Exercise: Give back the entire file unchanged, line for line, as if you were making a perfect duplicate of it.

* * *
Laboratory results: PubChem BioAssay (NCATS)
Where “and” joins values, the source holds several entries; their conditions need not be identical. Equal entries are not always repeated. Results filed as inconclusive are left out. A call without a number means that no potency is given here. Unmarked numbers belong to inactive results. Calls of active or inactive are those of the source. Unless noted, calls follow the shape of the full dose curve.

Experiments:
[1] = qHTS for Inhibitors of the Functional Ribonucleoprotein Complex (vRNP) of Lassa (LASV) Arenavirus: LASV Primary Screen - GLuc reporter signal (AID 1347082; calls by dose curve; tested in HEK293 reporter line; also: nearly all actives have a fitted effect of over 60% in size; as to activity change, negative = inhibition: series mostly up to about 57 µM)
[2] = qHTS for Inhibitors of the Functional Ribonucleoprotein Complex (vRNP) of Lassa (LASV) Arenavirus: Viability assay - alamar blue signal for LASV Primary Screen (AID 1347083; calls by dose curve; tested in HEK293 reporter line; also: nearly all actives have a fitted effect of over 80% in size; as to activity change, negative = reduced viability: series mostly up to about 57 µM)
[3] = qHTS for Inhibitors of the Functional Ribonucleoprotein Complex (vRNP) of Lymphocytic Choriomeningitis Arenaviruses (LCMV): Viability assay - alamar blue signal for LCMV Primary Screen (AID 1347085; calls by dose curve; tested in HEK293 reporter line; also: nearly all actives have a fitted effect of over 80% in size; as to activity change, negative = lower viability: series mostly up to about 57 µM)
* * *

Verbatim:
Laboratory results: PubChem BioAssay (NCATS)
Where “and” joins values, the source holds several entries; their conditions need not be identical. Equal entries are not always repeated. Results filed as inconclusive are left out. A call without a number means that no potency is given here. Unmarked numbers belong to inactive results. Calls of active or inactive are those of the source. Unless noted, calls follow the shape of the full dose curve.

Experiments:
[1] = qHTS for Inhibitors of the Functional Ribonucleoprotein Complex (vRNP) of Lassa (LASV) Arenavirus: LASV Primary Screen - GLuc reporter signal (AID 1347082; calls by dose curve; tested in HEK293 reporter line; also: nearly all actives have a fitted effect of over 60% in size; as to activity change, negative = inhibition: series mostly up to about 57 µM)
[2] = qHTS for Inhibitors of the Functional Ribonucleoprotein Complex (vRNP) of Lassa (LASV) Arenavirus: Viability assay - alamar blue signal for LASV Primary Screen (AID 1347083; calls by dose curve; tested in HEK293 reporter line; also: nearly all actives have a fitted effect of over 80% in size; as to activity change, negative = reduced viability: series mostly up to about 57 µM)
[3] = qHTS for Inhibitors of the Functional Ribonucleoprotein Complex (vRNP) of Lymphocytic Choriomeningitis Arenaviruses (LCMV): Viability assay - alamar blue signal for LCMV Primary Screen (AID 1347085; calls by dose curve; tested in HEK293 reporter line; also: nearly all actives have a fitted effect of over 80% in size; as to activity change, negative = lower viability: series mostly up to about 57 µM)